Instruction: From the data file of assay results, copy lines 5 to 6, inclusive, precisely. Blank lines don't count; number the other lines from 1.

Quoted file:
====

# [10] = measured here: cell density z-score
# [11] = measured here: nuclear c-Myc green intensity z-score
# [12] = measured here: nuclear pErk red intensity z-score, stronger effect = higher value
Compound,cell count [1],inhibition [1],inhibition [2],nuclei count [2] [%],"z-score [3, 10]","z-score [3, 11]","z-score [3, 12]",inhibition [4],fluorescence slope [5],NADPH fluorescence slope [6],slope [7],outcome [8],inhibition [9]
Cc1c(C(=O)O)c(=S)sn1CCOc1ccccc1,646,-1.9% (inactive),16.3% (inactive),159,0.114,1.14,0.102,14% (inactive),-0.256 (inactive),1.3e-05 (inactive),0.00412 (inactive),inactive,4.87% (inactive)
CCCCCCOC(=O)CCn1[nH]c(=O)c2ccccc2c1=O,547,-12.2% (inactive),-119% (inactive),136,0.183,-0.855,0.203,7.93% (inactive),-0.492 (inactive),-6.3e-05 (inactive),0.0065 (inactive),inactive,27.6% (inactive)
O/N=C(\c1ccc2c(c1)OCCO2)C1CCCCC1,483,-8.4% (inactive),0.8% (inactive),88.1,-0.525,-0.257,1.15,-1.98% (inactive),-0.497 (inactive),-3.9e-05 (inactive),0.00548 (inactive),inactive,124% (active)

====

Cc1c(C(=O)O)c(=S)sn1CCOc1ccccc1,646,-1.9% (inactive),16.3% (inactive),159,0.114,1.14,0.102,14% (inactive),-0.256 (inactive),1.3e-05 (inactive),0.00412 (inactive),inactive,4.87% (inactive)
CCCCCCOC(=O)CCn1[nH]c(=O)c2ccccc2c1=O,547,-12.2% (inactive),-119% (inactive),136,0.183,-0.855,0.203,7.93% (inactive),-0.492 (inactive),-6.3e-05 (inactive),0.0065 (inactive),inactive,27.6% (inactive)